Typically, when I heard the phrase "Cordon Bleu", I used to think in purely French terms. Mustachioed men in perfect white chef coats tasting expensive-looking dishes with silver spoons pulled from little pockets in their sleeves. Or I'd think of the literal translation, which is, of course, "blue ribbon", which I might mentally attach to one of the chef's coats. Since I moved near Polk Gulch four years ago, the little Frenchmen in my head have been replaced by thoughts of five spice chicken. And I couldn't be happier about that.
The restaurant isn't much to look at. In fact, there are those who are downright turned off by its distinct lack of physical charm, décor and, well, apparent hygiene. As far as I'm concerned, the unadventurous can keep their distance. It's not as though Cordon Bleu needs their business-- there's a line out the door every evening.
Why the line? Well, Cordon Bleu is tiny-- nine stools bolted around a formica counter, three small tables in the back, and next to no room in between. The real reason for the crowds, however, is the chicken, which they tout as... just read the sign:
I've never been to Vietnam, so I wouldn't know. Considering the fact that the jungle fowl-- the ancient proto-chicken from which all others derive-- originated in Southeast Asia, the Vietnamese have been able to take their time perfecting chicken recipes. The one at Cordon Bleu is pretty damned good, but the best? I'll take their boast with a grain of salt. And a pinch of five spice.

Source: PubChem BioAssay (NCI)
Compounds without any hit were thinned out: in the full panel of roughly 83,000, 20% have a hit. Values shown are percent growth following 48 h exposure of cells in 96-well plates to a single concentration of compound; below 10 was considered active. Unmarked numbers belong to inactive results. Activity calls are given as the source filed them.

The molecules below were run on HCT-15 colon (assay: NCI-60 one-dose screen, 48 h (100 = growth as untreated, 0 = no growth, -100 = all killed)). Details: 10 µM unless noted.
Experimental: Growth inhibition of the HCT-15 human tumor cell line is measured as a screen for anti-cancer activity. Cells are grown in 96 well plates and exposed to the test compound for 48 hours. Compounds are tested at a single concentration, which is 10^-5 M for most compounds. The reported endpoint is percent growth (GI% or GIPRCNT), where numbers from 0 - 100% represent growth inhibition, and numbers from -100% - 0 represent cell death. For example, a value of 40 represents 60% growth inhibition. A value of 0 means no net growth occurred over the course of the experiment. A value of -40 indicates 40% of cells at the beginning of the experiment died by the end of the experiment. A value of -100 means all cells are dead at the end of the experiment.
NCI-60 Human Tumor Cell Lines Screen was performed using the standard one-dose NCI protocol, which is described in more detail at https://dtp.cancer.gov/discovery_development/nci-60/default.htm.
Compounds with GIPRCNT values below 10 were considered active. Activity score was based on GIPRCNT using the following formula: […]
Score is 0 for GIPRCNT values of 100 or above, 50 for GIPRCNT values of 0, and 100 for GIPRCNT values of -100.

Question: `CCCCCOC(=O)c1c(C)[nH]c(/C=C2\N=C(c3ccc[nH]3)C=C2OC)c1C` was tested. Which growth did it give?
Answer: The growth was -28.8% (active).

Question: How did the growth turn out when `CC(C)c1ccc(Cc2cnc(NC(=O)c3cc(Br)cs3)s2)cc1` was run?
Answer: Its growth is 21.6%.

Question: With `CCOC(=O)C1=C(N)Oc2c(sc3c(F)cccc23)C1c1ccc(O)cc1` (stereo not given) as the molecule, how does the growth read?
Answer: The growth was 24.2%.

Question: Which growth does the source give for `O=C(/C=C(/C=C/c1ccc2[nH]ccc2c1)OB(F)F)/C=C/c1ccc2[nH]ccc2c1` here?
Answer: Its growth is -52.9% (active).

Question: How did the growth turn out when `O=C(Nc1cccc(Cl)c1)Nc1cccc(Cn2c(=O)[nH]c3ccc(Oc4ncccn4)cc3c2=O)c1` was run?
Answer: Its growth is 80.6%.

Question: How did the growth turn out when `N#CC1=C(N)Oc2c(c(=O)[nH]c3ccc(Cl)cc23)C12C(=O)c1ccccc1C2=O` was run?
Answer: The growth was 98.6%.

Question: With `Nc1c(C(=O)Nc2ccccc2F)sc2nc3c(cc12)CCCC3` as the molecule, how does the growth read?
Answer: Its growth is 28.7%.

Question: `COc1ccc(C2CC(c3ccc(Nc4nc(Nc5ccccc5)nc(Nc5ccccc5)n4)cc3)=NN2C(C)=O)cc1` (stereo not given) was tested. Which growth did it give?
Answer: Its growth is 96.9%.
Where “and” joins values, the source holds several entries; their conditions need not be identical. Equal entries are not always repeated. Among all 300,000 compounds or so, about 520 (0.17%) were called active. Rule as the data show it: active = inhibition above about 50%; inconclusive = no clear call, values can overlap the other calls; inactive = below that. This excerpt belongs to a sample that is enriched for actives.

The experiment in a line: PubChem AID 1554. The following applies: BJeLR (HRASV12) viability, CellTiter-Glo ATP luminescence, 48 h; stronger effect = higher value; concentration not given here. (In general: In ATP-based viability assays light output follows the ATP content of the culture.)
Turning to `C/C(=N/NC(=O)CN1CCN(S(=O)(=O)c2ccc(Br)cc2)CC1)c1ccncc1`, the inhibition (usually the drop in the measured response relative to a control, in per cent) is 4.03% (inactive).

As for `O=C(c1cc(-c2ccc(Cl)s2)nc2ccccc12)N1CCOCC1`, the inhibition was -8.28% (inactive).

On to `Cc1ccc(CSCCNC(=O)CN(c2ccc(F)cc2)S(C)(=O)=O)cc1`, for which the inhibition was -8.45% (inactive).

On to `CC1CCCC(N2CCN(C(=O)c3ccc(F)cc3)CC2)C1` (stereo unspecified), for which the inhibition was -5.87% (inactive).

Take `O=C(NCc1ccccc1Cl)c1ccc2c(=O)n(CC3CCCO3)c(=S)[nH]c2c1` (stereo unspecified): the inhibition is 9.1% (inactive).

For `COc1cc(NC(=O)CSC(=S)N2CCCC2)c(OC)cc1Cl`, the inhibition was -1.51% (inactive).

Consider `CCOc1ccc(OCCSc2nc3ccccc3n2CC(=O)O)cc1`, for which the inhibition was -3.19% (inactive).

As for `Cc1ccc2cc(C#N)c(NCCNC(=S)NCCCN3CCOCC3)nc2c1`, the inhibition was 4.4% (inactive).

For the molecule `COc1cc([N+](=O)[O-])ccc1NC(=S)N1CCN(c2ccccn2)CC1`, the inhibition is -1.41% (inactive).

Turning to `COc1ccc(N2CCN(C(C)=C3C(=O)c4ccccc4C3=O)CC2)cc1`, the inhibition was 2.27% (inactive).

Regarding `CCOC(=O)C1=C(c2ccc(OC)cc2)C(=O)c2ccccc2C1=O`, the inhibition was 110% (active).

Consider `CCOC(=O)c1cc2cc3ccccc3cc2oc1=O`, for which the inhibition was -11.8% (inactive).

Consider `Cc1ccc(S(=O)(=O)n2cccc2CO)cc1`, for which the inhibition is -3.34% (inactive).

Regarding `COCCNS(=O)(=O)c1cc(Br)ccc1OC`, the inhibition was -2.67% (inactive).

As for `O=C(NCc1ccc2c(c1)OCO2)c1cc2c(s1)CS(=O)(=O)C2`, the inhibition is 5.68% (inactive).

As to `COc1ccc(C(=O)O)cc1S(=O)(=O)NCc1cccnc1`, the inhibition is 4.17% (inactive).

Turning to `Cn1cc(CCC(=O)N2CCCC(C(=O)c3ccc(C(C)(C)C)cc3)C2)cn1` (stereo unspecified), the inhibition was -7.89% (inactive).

Chinese Five Spice, if you didn't know, is a combination of ground cinnamon (cassia), star anise, cloves, Sichuan pepper, and fennel. When rubbed on chicken, it gives Cordon Bleu the means to pay its rent.
When I visit the place, it's usually before or after seeing a film at the Lumière Theatre, depending upon the subject matter. I'd much rather fill myself here than with movie theatre fare. And possibly for less money than a coke, some popcorn and a candy bar.
The food is-- I hesitate to use the word cheap-- inexpensive. I can stuff myself silly for $8.25 with the "Number Five", which I think is the most expensive thing on the menu.
The Number 5 consists of one piece of "five spiced roast chicken" which, apart from roasting, spent a good deal of time on the grill, one pork and glass noodle fried Imperial roll, one "shish kebab" (which is neither shish nor kebab. It's very thin slices of marinated steak. The only common ground it shares with kebab is that it is meat that spents a good amount of time over a hot grill), country salad (shredded cabbage), and "meat sauce on rice".
Meat sauce on rice. Ground pork, peppers, onions, tomato. It's piled high on nearly every plate. I'm fond of its no nonsense name. And its flavor. It's no surprise to me why SF Weekly dubbed Cordon Bleu the Best Dive Restaurant of 2006. It's good food. And damned cheap.
The next time you're in the neighborhood, whether it be to see an art film, catch a drag show, or pick up a hustler, stop by Cordon Bleu. That is, if you can get in.
Cordon Bleu Vietnamses Restaurant
1574 California Street (at Polk Street)
San Francisco, CA 94109-4708
Phone: (415) 673-5637
Hours: Tuesday- Saturday 11:30 am- 2:30 pm, 5-10 pm.
Sunday 4-10 pm
Cash Only. No alcohol is served, so bring your own beer. Hell, bring some for the women behind the counter. The last time I was there they said they could sure use one.